Published July 17, 2004
[EPPC scholar Eric Cohen discussed America’s future in a recent New York Times article profiling several prominent young conservative thinkers. An excerpt appears below.]
But some young conservatives argue that the United States may need to become more active, not less. Eric Cohen, 26, is the director of the Biotechnology and American Democracy Program at the Ethics and Public Policy Center in Washington; the editor of its journal, The New Atlantis; a consultant to the President’s Council on Bioethics; and a contributor to The Weekly Standard.
In an interview, he argued that conservatives needed to accept an active role for government in dealing with advancing technology, whether in the form of terrorists’ weapons abroad or attempts to change the nature of life at home. “The conservative project is making the case for progress abroad while confronting the dilemmas of progress at home,” he said.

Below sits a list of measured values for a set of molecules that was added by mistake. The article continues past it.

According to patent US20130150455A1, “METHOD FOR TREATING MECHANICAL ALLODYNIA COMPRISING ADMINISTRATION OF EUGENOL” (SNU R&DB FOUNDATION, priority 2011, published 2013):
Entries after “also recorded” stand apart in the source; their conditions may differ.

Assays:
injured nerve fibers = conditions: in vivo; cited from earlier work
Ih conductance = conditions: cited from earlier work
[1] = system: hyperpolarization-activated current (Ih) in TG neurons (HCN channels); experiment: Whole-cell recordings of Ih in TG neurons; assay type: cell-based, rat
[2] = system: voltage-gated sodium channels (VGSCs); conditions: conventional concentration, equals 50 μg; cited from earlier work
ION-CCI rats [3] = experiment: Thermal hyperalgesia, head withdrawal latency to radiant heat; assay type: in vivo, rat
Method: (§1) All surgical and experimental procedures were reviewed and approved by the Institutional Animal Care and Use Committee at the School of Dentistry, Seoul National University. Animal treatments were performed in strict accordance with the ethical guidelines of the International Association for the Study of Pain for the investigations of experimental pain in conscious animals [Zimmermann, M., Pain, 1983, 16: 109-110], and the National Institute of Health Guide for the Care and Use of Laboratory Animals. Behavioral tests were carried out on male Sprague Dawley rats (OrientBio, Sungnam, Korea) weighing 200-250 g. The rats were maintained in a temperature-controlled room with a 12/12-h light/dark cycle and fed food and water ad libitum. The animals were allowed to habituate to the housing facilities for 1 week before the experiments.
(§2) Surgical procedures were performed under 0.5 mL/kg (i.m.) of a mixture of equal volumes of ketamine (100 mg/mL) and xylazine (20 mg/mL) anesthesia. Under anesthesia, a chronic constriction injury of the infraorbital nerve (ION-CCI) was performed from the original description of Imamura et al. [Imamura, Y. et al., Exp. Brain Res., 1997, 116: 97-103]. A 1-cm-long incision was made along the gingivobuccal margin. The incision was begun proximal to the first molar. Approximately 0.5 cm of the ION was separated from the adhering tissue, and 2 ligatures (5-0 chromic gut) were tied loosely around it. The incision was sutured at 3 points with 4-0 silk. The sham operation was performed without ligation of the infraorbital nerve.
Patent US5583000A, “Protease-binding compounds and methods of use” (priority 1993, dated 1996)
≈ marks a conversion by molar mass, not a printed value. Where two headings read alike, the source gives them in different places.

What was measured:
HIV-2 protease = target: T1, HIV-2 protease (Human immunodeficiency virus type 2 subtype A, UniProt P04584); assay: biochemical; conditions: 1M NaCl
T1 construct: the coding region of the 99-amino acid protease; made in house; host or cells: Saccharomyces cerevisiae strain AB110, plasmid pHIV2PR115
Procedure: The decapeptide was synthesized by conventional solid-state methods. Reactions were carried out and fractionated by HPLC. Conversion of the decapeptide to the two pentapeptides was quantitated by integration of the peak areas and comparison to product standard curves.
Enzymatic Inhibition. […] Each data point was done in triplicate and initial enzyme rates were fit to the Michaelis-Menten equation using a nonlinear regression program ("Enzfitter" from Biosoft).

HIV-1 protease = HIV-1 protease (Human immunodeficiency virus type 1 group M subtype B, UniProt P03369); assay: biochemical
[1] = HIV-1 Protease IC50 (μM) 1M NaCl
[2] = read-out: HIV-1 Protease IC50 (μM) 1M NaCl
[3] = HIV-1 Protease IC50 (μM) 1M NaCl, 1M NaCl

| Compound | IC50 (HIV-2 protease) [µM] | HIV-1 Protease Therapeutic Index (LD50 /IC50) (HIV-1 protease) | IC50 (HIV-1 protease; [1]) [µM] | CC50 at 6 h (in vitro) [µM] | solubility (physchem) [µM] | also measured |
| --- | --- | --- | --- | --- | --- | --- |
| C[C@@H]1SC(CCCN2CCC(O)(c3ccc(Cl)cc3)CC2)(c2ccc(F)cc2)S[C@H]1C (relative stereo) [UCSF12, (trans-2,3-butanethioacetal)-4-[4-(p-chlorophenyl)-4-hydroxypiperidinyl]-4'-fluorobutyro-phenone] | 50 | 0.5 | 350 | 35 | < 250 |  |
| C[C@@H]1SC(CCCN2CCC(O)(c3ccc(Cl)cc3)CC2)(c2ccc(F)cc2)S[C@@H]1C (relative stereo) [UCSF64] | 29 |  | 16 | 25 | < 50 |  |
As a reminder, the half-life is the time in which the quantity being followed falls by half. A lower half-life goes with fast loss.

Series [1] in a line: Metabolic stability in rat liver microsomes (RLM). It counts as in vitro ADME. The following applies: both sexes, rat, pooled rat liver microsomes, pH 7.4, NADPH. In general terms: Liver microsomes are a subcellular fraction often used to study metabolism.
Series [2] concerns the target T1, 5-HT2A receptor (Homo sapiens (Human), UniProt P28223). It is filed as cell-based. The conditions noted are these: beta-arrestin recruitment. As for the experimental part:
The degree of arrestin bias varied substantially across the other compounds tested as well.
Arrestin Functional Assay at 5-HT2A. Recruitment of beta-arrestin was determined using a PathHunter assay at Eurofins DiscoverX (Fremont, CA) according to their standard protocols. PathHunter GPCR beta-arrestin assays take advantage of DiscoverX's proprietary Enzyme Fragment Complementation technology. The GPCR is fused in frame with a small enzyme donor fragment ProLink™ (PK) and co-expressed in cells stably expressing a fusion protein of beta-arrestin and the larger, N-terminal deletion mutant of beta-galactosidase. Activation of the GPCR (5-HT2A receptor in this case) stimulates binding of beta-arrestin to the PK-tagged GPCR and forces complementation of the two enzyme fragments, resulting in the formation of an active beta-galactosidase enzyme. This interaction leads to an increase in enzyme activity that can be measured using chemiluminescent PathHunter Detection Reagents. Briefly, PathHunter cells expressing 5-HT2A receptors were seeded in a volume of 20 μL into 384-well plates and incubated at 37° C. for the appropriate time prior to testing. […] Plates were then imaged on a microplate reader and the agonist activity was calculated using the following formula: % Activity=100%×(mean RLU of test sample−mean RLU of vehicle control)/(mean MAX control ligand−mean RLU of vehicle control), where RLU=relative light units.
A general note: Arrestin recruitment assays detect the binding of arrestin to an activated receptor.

Mr. Cohen defended the Bush administration’s preventive intervention in the Middle East as well as its limitations on federal financing for stem cell research.
“Medical progress is going to keep people alive longer than they would have been,” he said. “I think prudent conservatives are going to have to find some responsible way to have sensible government to deal with the needs of aging generations. We have seen a version of this in the prescription drug bill, and there are going to be other obligations.”